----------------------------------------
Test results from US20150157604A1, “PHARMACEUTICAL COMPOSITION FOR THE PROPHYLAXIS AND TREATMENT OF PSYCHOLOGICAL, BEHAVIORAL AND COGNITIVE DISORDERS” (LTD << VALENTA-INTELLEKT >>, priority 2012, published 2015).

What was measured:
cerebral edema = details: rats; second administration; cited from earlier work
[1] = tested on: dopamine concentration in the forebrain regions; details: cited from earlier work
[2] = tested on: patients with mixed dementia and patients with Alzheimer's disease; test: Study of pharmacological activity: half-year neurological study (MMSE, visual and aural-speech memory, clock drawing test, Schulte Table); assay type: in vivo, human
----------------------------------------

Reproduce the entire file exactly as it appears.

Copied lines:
Test results from US20150157604A1, “PHARMACEUTICAL COMPOSITION FOR THE PROPHYLAXIS AND TREATMENT OF PSYCHOLOGICAL, BEHAVIORAL AND COGNITIVE DISORDERS” (LTD << VALENTA-INTELLEKT >>, priority 2012, published 2015).

What was measured:
cerebral edema = details: rats; second administration; cited from earlier work
[1] = tested on: dopamine concentration in the forebrain regions; details: cited from earlier work
[2] = tested on: patients with mixed dementia and patients with Alzheimer's disease; test: Study of pharmacological activity: half-year neurological study (MMSE, visual and aural-speech memory, clock drawing test, Schulte Table); assay type: in vivo, human